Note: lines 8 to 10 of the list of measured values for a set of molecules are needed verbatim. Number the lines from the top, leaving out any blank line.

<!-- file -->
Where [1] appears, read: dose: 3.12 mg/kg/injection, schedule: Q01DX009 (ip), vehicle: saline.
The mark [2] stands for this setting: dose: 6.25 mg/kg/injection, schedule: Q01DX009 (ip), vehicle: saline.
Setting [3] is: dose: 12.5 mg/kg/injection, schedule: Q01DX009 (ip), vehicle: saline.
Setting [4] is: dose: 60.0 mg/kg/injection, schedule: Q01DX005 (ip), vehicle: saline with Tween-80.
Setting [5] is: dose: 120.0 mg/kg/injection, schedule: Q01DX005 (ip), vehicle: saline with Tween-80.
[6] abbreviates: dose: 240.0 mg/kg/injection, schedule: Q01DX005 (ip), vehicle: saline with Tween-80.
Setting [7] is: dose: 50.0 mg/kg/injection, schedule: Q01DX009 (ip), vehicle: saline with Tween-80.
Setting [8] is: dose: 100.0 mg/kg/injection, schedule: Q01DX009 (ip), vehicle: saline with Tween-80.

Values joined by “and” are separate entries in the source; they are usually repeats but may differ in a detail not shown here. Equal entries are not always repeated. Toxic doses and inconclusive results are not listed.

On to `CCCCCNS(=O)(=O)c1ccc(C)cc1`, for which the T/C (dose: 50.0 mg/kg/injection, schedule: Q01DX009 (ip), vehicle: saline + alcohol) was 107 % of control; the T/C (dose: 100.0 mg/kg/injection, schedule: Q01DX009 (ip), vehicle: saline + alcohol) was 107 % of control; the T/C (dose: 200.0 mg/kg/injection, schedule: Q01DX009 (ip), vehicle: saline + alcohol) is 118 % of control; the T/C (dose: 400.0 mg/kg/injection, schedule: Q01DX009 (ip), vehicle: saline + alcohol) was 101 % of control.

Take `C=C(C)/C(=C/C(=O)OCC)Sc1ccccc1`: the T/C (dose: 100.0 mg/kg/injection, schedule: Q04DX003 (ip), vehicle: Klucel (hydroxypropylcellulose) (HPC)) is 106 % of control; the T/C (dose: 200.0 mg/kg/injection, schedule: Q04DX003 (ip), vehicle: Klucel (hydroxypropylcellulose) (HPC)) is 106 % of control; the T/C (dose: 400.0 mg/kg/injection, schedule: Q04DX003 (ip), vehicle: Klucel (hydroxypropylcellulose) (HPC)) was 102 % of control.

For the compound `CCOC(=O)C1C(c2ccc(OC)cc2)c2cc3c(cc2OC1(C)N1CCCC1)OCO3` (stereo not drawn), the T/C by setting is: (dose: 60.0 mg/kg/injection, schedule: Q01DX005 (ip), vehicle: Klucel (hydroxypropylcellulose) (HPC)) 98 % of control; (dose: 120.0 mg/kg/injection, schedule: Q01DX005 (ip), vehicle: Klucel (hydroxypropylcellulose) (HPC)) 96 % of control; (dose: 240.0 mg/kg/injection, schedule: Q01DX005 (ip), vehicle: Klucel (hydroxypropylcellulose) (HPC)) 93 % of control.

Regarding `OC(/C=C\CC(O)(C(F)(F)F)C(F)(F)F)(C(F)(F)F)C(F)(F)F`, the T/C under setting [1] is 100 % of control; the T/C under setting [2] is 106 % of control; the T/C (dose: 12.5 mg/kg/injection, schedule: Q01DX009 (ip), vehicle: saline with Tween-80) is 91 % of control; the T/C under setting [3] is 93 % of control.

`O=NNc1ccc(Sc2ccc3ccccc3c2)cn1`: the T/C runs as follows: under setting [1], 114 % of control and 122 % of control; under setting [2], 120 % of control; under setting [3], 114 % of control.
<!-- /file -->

Setting [8] is: dose: 100.0 mg/kg/injection, schedule: Q01DX009 (ip), vehicle: saline with Tween-80.

Values joined by “and” are separate entries in the source; they are usually repeats but may differ in a detail not shown here. Equal entries are not always repeated. Toxic doses and inconclusive results are not listed.

On to `CCCCCNS(=O)(=O)c1ccc(C)cc1`, for which the T/C (dose: 50.0 mg/kg/injection, schedule: Q01DX009 (ip), vehicle: saline + alcohol) was 107 % of control; the T/C (dose: 100.0 mg/kg/injection, schedule: Q01DX009 (ip), vehicle: saline + alcohol) was 107 % of control; the T/C (dose: 200.0 mg/kg/injection, schedule: Q01DX009 (ip), vehicle: saline + alcohol) is 118 % of control; the T/C (dose: 400.0 mg/kg/injection, schedule: Q01DX009 (ip), vehicle: saline + alcohol) was 101 % of control.